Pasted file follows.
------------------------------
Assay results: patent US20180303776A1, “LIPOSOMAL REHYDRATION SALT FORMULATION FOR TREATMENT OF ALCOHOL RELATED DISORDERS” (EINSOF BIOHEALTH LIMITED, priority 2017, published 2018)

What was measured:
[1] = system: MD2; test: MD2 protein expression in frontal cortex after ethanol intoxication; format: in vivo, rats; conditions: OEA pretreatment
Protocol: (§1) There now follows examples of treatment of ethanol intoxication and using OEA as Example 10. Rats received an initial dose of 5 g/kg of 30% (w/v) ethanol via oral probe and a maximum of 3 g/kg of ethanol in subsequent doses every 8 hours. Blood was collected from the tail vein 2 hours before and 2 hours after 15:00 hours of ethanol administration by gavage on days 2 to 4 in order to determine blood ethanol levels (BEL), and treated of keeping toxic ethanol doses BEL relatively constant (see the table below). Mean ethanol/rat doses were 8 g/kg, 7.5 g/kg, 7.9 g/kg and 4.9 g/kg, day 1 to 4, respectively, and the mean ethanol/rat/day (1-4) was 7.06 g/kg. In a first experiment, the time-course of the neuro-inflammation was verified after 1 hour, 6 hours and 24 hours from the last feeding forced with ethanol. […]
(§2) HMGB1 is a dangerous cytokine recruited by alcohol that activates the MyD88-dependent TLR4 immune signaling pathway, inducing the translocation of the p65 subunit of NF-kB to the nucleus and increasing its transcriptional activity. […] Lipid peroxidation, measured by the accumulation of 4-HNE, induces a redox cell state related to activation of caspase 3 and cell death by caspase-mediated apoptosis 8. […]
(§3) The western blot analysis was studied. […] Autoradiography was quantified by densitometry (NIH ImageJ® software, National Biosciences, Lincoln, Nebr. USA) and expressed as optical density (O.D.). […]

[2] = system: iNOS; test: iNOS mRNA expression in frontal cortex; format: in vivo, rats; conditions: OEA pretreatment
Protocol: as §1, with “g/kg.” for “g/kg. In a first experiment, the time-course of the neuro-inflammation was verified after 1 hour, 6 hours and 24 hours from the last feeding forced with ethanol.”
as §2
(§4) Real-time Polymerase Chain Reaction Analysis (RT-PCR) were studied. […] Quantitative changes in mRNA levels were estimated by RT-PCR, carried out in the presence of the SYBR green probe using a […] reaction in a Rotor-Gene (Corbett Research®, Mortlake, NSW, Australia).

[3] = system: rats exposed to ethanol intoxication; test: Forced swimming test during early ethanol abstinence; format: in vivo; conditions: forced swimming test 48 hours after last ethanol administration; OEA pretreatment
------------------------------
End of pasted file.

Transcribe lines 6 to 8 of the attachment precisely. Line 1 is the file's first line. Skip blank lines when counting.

(§3) The western blot analysis was studied. […] Autoradiography was quantified by densitometry (NIH ImageJ® software, National Biosciences, Lincoln, Nebr. USA) and expressed as optical density (O.D.). […]

[2] = system: iNOS; test: iNOS mRNA expression in frontal cortex; format: in vivo, rats; conditions: OEA pretreatment
Protocol: as §1, with “g/kg.” for “g/kg. In a first experiment, the time-course of the neuro-inflammation was verified after 1 hour, 6 hours and 24 hours from the last feeding forced with ethanol.”